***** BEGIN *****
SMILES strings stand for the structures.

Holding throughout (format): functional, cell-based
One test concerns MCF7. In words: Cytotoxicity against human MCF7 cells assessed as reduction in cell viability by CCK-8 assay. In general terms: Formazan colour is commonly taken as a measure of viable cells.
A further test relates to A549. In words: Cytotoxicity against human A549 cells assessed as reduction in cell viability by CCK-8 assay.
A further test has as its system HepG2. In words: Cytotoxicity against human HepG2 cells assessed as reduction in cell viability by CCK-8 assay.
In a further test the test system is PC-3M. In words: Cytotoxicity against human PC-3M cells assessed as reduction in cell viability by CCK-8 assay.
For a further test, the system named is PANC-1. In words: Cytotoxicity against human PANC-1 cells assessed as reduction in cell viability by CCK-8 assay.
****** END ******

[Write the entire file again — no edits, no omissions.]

SMILES strings stand for the structures.

Holding throughout (format): functional, cell-based
One test concerns MCF7. In words: Cytotoxicity against human MCF7 cells assessed as reduction in cell viability by CCK-8 assay. In general terms: Formazan colour is commonly taken as a measure of viable cells.
A further test relates to A549. In words: Cytotoxicity against human A549 cells assessed as reduction in cell viability by CCK-8 assay.
A further test has as its system HepG2. In words: Cytotoxicity against human HepG2 cells assessed as reduction in cell viability by CCK-8 assay.
In a further test the test system is PC-3M. In words: Cytotoxicity against human PC-3M cells assessed as reduction in cell viability by CCK-8 assay.
For a further test, the system named is PANC-1. In words: Cytotoxicity against human PANC-1 cells assessed as reduction in cell viability by CCK-8 assay.